Grand Teton National Park

Awesome in their grandeur, the Tetons have captivated the imagination from the moment humans laid eyes on them. This wilderness is home to bear, moose and elk in number, and played a fundamental role in the history of American alpine climbing.

Some 12 imposing glacier-carved summits frame the singular Grand Teton (13,775ft). And while the view is breathtaking from the valley floor, it only gets more impressive on the trail. It's well worth hiking the dramatic canyons of fragrant forest to sublime alpine lakes surrounded by wildflowers in summer.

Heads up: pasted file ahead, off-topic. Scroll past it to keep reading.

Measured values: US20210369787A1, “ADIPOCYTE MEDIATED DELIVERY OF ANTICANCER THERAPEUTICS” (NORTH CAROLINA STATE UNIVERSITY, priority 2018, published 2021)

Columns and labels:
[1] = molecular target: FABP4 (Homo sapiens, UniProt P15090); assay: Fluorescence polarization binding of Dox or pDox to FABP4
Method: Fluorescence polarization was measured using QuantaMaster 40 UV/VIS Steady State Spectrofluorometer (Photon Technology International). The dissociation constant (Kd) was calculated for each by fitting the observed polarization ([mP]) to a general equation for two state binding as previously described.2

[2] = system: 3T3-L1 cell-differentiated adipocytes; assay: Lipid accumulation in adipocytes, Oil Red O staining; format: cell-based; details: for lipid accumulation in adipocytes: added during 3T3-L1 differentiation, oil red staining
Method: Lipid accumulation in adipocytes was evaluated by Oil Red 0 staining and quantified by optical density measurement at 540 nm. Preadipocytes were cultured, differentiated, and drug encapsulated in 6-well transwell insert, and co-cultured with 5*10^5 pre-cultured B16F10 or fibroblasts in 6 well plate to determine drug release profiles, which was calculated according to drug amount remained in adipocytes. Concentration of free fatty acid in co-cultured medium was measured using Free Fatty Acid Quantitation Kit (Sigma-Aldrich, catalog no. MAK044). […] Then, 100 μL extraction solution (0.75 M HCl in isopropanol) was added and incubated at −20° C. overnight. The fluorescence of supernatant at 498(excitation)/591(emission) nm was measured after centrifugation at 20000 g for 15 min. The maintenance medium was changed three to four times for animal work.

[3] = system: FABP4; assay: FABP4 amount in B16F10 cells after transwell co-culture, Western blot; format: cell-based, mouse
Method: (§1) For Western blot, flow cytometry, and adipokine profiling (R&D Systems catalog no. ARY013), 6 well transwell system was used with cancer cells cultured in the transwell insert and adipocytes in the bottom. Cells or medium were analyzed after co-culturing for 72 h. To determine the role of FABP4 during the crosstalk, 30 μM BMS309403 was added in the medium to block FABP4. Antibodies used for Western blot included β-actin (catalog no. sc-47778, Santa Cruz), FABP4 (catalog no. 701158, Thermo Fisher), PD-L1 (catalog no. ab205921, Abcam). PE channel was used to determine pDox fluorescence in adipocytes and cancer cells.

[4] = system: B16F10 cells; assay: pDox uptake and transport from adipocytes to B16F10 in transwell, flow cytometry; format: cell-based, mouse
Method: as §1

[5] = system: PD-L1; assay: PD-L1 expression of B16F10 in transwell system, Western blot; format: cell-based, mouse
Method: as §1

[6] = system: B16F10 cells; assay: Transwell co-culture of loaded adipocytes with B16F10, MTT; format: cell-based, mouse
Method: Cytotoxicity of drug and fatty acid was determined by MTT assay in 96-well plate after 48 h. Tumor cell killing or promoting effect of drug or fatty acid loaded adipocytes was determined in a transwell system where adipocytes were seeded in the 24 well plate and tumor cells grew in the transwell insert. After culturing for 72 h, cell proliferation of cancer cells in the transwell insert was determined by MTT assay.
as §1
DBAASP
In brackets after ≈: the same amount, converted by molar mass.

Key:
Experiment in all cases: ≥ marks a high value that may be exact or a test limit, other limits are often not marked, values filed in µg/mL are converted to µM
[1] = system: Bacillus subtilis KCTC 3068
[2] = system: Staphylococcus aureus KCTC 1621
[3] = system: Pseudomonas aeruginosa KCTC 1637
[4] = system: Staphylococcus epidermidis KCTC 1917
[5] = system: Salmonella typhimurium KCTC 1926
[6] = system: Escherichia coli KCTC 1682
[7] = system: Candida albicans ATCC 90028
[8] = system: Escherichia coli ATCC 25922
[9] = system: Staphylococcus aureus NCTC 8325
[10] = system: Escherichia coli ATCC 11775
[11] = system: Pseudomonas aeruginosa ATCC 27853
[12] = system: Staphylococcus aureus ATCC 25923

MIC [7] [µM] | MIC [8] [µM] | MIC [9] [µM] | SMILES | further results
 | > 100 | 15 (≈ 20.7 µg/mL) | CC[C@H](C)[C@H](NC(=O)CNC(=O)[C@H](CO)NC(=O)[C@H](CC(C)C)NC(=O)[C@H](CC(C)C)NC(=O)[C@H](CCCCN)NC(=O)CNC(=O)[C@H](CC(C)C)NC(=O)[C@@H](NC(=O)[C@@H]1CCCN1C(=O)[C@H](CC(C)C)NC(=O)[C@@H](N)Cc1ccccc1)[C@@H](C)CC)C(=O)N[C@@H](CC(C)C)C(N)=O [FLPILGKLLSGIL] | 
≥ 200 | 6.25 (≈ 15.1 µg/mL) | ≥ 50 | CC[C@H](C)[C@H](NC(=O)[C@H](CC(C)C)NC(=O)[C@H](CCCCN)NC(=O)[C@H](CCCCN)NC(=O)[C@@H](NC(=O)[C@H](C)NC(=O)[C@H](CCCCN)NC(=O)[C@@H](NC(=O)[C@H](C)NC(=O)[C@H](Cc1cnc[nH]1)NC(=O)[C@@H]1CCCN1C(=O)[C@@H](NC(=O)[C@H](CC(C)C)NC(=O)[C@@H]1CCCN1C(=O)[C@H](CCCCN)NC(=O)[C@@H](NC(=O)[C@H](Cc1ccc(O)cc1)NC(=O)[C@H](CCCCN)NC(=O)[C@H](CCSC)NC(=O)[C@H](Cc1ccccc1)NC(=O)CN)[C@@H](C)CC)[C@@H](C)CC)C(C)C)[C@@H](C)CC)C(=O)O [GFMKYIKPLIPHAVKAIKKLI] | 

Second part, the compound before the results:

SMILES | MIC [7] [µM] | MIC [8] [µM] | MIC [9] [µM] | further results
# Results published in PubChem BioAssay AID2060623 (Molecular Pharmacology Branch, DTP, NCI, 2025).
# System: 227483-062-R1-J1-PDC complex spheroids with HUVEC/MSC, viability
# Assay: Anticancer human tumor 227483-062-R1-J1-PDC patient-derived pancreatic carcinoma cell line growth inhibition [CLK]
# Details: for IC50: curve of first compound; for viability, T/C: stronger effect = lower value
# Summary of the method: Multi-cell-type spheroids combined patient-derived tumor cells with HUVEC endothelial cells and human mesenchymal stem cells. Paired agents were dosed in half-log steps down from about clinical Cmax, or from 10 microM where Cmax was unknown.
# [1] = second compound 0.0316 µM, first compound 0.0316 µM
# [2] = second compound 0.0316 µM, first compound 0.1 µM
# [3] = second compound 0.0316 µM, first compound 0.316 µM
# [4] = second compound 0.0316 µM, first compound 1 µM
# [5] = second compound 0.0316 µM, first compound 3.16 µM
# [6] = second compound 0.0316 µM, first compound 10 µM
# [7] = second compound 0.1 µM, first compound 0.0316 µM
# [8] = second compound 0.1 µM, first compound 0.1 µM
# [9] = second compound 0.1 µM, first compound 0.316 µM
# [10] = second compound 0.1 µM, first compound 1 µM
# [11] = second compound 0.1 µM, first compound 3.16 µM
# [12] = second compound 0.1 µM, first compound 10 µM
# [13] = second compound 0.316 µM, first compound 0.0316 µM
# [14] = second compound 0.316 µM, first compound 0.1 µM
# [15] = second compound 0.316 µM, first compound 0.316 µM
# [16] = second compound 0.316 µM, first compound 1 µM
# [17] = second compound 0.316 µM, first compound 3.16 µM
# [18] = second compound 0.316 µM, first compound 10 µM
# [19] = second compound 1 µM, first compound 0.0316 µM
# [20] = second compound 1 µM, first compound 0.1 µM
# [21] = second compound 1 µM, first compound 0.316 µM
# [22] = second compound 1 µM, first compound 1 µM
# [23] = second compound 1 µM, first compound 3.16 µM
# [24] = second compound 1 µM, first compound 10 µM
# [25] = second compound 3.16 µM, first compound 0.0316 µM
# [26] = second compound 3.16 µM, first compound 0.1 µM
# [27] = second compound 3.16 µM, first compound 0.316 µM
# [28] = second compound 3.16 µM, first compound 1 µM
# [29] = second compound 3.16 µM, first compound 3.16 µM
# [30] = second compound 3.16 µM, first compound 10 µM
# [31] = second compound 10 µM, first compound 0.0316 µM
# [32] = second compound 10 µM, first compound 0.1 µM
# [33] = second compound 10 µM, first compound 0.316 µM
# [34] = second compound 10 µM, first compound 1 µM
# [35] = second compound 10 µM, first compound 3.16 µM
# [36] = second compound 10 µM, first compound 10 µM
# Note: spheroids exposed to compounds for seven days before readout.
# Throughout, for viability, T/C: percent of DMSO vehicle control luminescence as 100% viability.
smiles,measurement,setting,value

Designated a National Park in 1929, much of the Snake River Valley was later donated to the park by John D Rockefeller, who acquired it through secret purchases. While their name is often ascribed to French trappers, the range was more likely dubbed for the Thítȟuŋwaŋ band of the Lakota Sioux who inhabited the area long before.

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